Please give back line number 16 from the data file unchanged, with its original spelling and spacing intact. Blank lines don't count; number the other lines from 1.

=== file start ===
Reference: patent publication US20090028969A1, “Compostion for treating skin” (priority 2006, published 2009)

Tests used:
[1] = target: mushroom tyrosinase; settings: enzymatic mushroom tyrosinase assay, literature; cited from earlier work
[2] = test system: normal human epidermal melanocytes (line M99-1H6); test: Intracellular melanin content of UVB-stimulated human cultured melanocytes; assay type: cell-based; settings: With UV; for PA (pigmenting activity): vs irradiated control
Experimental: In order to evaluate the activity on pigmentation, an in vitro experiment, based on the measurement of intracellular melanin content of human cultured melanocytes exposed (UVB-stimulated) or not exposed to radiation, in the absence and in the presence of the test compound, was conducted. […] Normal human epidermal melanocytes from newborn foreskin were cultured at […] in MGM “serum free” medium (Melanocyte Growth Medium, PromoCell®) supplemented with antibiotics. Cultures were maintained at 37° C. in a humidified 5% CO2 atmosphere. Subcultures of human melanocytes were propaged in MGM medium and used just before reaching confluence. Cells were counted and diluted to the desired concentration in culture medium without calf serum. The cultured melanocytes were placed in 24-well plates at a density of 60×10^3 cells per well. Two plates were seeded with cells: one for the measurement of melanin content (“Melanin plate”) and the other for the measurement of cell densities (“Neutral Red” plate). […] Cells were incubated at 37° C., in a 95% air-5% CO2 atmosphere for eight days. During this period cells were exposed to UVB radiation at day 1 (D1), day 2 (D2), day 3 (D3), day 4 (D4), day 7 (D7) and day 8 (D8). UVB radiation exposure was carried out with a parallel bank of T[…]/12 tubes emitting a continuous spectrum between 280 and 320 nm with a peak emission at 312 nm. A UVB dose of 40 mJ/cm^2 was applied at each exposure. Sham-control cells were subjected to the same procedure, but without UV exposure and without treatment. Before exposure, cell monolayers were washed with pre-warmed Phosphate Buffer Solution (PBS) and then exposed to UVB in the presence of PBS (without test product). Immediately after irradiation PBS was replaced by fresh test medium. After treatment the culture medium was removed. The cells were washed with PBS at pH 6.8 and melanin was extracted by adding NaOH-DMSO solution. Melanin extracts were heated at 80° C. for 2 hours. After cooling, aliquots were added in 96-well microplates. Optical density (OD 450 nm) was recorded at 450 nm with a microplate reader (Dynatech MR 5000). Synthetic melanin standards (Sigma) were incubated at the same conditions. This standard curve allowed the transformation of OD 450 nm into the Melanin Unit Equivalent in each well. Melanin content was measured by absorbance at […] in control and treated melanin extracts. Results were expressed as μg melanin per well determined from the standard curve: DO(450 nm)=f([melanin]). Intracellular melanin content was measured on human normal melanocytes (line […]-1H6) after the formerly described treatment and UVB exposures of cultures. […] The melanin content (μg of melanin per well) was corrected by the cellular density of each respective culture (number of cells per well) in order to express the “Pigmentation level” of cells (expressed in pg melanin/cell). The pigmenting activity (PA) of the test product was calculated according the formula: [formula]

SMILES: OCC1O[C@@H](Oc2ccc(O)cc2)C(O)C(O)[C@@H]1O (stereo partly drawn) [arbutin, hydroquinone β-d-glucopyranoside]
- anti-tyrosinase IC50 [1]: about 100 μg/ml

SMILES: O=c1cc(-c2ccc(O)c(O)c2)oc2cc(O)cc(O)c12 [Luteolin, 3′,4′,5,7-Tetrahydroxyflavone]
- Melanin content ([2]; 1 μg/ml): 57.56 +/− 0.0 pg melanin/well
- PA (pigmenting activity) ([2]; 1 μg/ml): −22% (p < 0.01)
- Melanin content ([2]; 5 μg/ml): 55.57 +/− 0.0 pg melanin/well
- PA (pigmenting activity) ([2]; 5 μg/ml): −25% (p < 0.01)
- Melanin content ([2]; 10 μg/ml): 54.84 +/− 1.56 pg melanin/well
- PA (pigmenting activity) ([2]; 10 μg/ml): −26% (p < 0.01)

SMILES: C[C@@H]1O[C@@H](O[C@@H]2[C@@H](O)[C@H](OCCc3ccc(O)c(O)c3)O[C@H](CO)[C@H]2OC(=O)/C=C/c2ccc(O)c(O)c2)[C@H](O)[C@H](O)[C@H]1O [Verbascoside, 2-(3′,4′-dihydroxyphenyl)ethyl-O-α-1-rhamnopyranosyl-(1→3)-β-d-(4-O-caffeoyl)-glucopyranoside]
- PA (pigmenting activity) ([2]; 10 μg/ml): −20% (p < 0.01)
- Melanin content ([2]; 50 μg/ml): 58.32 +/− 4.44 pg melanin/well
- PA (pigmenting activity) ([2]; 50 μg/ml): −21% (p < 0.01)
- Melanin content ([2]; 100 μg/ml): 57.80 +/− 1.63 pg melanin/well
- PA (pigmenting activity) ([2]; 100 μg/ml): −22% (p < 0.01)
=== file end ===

- PA (pigmenting activity) ([2]; 10 μg/ml): −20% (p < 0.01)